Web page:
When you own a house, you’re always saying you need more storage. For every new dress or outfit, you need a bigger or better wardrobe. When you buy extra kitchen rolls, because your young boys like to spill stuff, where do you keep them?
A van is the same. I built it with under bed storage, which seemed a good idea and is great for keeping the van tidy. There is loads of space under there too. Then I decided to make some shelves…. because… you know, I bought those extra camping mugs and I needed somewhere to put them…
Well, the new shelves were such a success I wanted to make more! Some would say having more storage means you just buy more things to fill it. As long as it’s bought in Tiso or GoOutdoors or some other outdoor emporium, I think I can live with that…
I cut some wood.
I fixed it together.
I oiled the wood with teal oil.
I added elastic to the bottom shelf to stop the small storage boxes I bought falling out.
I added the fittings for the two metal end shelves.
I placed the shelf unit in the van and started to install it. Some well placed brackets and it’s solid.
I re-organised some of my gear into the new shelves/boxes.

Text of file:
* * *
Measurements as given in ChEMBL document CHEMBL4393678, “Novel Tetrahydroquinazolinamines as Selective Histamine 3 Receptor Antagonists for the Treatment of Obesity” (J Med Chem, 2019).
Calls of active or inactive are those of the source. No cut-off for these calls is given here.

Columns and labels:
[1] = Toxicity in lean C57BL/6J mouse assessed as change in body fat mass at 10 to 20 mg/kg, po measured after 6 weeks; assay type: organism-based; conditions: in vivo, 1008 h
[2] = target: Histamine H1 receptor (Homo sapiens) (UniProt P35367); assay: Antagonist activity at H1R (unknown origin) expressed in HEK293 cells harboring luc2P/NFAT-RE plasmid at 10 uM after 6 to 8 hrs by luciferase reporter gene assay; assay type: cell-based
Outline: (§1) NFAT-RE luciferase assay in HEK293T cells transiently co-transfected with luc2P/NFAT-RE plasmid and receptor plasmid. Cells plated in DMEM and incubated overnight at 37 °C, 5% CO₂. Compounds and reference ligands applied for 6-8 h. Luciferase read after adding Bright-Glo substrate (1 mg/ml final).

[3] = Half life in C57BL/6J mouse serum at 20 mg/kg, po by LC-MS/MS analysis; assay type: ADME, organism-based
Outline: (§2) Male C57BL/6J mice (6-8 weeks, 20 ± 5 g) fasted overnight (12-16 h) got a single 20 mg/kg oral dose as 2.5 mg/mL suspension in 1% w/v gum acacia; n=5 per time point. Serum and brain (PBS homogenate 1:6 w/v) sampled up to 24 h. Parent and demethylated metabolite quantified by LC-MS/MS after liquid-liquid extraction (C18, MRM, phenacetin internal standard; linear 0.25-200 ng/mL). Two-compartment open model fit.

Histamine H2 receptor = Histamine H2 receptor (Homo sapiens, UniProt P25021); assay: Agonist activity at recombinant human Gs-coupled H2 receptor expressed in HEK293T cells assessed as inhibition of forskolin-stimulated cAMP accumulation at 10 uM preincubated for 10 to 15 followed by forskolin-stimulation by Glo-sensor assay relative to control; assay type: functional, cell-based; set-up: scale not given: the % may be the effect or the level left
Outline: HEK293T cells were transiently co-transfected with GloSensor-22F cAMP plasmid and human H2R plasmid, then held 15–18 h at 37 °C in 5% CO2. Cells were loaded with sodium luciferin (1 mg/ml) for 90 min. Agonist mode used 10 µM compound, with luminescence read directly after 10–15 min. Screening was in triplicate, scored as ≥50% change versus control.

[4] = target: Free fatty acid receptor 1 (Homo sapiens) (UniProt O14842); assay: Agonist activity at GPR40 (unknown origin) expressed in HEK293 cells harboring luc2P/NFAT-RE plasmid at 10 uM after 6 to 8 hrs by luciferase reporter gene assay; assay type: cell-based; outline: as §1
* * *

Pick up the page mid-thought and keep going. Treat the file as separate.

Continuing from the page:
And here’s how it looks all finished.
The bed will now be smaller but can still hold two people. And there’s now more room for storing tents and other stuff under the bed. It’s great having a small table top now as well as part of the build.
I will need to stop building shelves. Otherwise there will be no room to sleep or sit. And the shelves aren’t full. So what shall I buy to fill them?
A February break with nowhere to go, what do you do? Bernie has been in need of some new storage and finally here was a few days where I could maybe manage some time in the garage. First thing to do was remove the walking poles, ice axe and their mount from the side wall and re-attach to the back door. You can see in the picture the mount marks left on the wall.
The big question was what would fill the space? I did a bit of googling. Instagramming. YouTubing. And tried out some ideas.
I settled on a pair of flat shelves, built as a unit. And something more like a wonky letter box. After a bit of carpentry and some oiling, here’s what I ended up with.
I had checked earlier where the van ribs were as I wanted the shelves attached solidly. I know for a fact someone will lean on them, fall on them or just feel like testing their strength. That certain someone helped me drill the holes through the metal ribs and drill the screws.
A spirit measure was used although that might not be clear from the pictures… #eversoslightlysquint
And here’s a look at how it all looks now.
It’s a job I’ve wanted to sort for a while and I’m chuffed with how it’s turned out. I was a little concerned the shelf unit might stick out from the side to much. It’s a small van and I used timber with a 100mm width. But it’s worked out perfectly for the gear I though would go in it and for clearance.
The wonky letter box shelf is for atlases, maps, flat items etc. The top shelf of the unit has been left empty at the moment. Free for drinks, phones or anything else I want to put down.
Once the latest lockdown is finished, I can’t wait to head off into the wilderness for some outdoor adventure.